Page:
Anne Bass, MD, rheumatologist at the Hospital for Special Surgery and professor of clinical medicine at Weill Cornell Medicine, explains why patients with rheumatic diseases are at risk for thromboembolism.
Why are thromboembolic events a special concern for patients with rheumatic disease?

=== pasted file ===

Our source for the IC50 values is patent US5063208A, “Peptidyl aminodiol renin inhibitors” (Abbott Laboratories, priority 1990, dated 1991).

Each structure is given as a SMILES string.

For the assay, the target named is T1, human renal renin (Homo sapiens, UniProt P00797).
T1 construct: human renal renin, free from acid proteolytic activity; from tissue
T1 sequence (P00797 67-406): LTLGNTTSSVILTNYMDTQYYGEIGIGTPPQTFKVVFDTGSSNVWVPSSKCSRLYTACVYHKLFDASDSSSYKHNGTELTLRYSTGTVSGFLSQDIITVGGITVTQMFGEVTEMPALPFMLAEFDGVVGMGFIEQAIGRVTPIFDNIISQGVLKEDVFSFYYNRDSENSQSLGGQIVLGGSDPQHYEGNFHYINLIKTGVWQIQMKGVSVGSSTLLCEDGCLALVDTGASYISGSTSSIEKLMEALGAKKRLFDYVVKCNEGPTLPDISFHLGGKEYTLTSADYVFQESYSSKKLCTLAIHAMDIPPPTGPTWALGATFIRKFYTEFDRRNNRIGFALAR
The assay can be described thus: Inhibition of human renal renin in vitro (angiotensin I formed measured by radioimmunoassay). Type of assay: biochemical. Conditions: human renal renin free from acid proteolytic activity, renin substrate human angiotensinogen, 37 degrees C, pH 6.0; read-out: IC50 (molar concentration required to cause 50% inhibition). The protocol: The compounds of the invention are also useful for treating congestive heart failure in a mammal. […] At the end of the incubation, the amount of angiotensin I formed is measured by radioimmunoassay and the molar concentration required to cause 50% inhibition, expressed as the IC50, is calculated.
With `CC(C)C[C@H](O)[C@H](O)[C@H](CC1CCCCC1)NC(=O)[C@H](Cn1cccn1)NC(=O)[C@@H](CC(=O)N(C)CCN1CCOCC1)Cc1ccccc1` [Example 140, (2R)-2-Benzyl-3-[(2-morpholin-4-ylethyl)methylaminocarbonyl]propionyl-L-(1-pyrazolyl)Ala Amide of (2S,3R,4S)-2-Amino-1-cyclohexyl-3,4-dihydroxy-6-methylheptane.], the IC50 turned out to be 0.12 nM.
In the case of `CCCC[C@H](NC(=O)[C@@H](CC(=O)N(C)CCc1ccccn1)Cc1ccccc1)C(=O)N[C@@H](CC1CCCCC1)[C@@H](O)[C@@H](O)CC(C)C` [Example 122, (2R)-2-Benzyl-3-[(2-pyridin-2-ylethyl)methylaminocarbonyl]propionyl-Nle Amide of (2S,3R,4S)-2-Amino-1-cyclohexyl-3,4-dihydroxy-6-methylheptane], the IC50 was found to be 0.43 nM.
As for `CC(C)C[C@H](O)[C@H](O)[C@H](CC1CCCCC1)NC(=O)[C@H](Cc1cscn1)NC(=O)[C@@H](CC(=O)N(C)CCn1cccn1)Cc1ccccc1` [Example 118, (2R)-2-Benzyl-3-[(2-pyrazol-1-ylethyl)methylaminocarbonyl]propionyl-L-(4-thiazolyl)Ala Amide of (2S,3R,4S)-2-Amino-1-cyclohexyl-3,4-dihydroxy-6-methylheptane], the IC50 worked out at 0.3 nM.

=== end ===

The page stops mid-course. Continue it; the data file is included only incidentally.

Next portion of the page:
So, we’ve learned that there’s a strong connection between the immune system inflammation and the clotting system. When your immune system is active, it actually makes you more prone to clotting. When patients have rheumatic diseases—not so much when they’re quiet, but when they’re active—almost any rheumatic disease, they’re at higher risk for blood clotting. It’s particularly true of conditions like granulomatosis with polyangiitis, which we used to call Wegener’s, but it’s really been shown to be the case with any rheumatic disease, including rheumatoid arthritis, for example, where the risk is about 2 and a half times when your disease is active than it would be if you didn’t have rheumatoid arthritis.